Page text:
“McDonalds has more than 1,200 restaurants in France — all locally owned franchises — and a growth rate of 30 restaurants per year in the past five years alone.”–Born in the USA, Made in France
In spite of the culinary legacy of fine food in France, fast-food restaurants have become an integral part of daily life. 15 years ago Burger King and McDonalds among others entered the market, yet now McDonalds have become the leader. Although Burger King entered at the same time, it closed all of it’s 39 stores. Here’s why:
“Its strategy of directly transplanting the American restaurants,, with no local adaptation, resulted in weak sales.”
Why McDonalds thrived:
“At every turn, the management of McDonald’s France has been sensitive to the preferences of French consumers, both inside the restaurants and in their daily lives.”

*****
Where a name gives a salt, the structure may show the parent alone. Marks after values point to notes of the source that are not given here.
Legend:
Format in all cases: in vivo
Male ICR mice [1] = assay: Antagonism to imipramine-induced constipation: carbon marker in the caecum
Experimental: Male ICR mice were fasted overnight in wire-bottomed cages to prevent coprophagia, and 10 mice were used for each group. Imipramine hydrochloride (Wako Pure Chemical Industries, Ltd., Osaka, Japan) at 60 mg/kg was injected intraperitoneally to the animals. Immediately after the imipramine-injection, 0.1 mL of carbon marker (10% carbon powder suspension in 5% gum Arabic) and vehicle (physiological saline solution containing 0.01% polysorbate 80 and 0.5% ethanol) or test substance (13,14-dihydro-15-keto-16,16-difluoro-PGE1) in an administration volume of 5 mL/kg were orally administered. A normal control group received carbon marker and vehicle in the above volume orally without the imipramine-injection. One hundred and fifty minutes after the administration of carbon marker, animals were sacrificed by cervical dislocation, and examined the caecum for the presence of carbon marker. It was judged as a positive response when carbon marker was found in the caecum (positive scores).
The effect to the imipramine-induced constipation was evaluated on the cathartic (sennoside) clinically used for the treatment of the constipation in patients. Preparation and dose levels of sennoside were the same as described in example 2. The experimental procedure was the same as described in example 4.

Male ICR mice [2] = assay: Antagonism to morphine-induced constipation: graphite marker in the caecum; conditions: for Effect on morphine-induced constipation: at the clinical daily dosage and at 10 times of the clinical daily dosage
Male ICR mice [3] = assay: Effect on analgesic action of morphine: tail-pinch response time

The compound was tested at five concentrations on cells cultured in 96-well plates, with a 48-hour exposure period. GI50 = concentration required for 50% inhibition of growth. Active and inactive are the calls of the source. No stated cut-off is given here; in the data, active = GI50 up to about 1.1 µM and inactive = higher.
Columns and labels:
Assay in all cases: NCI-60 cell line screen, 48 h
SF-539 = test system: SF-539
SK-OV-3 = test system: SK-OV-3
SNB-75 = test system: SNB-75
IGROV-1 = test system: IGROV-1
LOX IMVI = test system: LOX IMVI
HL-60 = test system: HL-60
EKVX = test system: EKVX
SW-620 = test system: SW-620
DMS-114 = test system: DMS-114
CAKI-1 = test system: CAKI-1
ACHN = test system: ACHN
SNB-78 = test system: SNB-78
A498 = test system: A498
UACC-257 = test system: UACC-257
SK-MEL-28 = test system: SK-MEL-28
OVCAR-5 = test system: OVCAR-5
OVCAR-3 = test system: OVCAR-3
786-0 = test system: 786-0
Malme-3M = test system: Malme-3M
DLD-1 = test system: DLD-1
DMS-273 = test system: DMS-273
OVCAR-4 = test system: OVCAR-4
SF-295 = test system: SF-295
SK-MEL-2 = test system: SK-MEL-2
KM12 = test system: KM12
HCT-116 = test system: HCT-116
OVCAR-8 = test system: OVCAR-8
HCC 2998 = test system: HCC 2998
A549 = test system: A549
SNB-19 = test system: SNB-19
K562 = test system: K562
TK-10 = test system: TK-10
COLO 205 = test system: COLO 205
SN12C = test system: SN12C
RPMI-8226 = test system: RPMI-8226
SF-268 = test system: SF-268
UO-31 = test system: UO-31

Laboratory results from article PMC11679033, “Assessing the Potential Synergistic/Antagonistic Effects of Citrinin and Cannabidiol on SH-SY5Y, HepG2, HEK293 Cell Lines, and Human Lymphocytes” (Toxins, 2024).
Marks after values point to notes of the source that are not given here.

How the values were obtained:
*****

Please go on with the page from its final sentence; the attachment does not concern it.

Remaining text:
“McDonald’s has capitalized on the French cultural preference for longer meals by using surplus labor to provide table-side service, particularly in taking orders from lingering diners inclined to order an additional coffee or dessert item.”
“The most noticeable innovation has been the refinement of the restaurant interiors to create a welcoming environment where customers linger — a stark departure from the American restaurants’ strategy to minimize customer visiting time and maximize purchasing turnover.”
“Employees are supported through programs to give them particular qualifications, such as nationally recognized diplomas and certifications, and in turn, employees regularly have been found supporting McDonald’s and protecting its brand on Internet forums and blogs.”
Insights I gained from McDonald’s genius strategy and leadership:
- Strategies must always be tailored each context in which they are applied.
- The preferences of the consumer/audience/target group must be measured and lead the strategy’s implementation.
- Investing and empowering employees yields significant and often intangible rewards in the present and the future.